Role of Layer Charge in Organic Contaminant Sorption by Organo-Clays
Stephen A. Boyd, William F. Jaynes, 1994. "Role of Layer Charge in Organic Contaminant Sorption by Organo-Clays", Layer Charge Characteristics of 2:1 Silicate Clay Minerals, A. R. Mermut, S. A. Boyd, W. J. Farmer, W. F. Jaynes, G. Lagaly, D. A. Laird, A. R. Mermut
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The aluminosilicate structure of 2:1 phyllosilicate clays typically contains a deficit of positive charge due to the isomorphous substitution of lower valence cations for higher valance cations. For example, Al−*+ may substitute for Si4+ in the tetrahedral sheets, and Mg2+ may replace Ap+ in the octahedral sheets. This process of isomorphous substitution results in 2:1 layer silicates with structural charge that may vary from zero to >200 cmol/kg (McBride, 1989). The negative structural charge is balanced by exchangeable cations at or near the aluminosilicate surfaces. In nature these exchangeable cations are usually alkali-metal and alkaline-earth-metal cations such as Na+ and Ca∧+. These cations have large heats of hydration and are strongly hydrated in the presence of water. The hydration of inorganic exchange cations present on clays imparts a hydrophilic nature to the clay surfaces. As a result, clays are ineffective as sorbents for poorly water soluble (hydrophobic) organic contaminants dissolved in water.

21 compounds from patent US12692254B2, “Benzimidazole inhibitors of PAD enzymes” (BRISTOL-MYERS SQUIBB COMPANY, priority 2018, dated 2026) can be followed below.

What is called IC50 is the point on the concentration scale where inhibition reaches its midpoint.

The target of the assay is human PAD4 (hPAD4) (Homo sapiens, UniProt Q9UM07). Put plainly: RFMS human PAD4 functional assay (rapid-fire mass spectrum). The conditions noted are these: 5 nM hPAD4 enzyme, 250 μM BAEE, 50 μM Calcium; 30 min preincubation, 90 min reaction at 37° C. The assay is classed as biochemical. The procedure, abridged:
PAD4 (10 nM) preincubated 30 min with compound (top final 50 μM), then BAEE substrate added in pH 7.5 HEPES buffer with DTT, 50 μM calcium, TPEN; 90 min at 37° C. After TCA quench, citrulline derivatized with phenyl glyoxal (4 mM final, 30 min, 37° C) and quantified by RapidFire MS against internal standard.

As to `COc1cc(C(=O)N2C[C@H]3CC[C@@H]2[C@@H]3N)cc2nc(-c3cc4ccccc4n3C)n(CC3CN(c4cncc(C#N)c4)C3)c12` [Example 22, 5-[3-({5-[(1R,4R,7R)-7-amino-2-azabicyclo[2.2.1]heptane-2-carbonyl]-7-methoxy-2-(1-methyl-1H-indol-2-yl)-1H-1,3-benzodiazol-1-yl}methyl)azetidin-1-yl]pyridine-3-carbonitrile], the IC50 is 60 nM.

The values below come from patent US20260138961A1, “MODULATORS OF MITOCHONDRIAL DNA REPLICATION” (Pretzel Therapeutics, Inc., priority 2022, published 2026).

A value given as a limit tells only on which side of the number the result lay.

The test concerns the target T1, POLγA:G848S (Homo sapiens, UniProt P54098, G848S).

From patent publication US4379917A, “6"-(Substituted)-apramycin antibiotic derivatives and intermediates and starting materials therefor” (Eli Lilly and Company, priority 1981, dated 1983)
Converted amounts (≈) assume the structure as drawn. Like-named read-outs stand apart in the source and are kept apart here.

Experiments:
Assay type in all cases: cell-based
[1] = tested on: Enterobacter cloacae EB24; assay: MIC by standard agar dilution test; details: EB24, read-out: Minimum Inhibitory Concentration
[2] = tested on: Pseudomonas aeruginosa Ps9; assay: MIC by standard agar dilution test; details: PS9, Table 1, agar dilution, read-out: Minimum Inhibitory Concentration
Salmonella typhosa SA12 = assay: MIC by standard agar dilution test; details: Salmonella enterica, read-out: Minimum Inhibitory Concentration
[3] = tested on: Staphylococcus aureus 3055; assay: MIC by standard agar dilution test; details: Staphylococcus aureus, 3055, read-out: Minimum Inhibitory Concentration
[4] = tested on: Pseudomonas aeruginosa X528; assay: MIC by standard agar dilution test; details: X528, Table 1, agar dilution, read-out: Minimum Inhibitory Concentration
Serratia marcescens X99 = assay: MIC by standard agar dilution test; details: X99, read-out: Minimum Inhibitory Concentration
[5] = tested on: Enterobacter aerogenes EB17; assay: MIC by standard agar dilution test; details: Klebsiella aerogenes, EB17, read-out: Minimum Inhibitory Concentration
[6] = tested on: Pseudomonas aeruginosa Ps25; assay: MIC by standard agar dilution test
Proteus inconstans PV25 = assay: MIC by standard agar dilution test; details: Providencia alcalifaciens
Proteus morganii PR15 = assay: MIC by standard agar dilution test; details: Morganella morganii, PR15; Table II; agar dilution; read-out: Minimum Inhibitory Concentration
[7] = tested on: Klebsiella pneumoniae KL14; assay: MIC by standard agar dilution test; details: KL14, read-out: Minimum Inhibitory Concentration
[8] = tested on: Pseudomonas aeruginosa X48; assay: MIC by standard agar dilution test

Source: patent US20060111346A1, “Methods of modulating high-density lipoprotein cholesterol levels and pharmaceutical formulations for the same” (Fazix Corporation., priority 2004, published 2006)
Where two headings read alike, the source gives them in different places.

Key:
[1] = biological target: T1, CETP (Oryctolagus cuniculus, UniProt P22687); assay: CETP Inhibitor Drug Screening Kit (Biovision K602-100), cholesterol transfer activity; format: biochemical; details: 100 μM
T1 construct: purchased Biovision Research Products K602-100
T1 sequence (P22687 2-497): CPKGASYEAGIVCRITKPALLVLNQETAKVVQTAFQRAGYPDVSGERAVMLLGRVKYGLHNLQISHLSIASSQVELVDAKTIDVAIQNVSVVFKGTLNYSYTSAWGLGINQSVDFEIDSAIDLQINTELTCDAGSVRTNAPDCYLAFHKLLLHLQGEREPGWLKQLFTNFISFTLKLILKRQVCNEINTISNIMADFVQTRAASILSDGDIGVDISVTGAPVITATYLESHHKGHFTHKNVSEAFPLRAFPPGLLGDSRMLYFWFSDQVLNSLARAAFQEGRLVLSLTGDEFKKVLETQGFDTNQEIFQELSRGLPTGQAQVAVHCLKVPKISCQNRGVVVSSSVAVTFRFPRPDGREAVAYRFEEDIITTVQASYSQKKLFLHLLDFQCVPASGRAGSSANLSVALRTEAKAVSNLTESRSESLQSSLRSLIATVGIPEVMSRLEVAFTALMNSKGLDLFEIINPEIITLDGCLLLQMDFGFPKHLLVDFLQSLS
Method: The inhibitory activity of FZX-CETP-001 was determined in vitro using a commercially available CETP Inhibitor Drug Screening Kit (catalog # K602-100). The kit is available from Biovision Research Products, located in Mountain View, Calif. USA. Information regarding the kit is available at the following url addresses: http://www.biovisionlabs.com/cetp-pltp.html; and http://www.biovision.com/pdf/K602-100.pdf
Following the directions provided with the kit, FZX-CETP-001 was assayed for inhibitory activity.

The hydration of metal exchange cations complicates efforts to evaluate the inherent hydrophobicity or hydrophilicity of the siloxane surfaces of 2:1 layer silicates. Neutral layer phyllosilicates (i.e.; those with no structural charge) such as talc and pyrophyllite appear to be relatively hydrophobic on a macrosophic level. The ability of water to interact directly with surface silicate oxygens has been the subject of considerable debate. Early research on clays emphasized the importance of the surface silicate oxygens on water adsorption via hydrogen bodnding (Handricks and Jefferson, 1938?; Bradley, 1945: Low, 1961) suggesting the hydrophilic or polar nature of the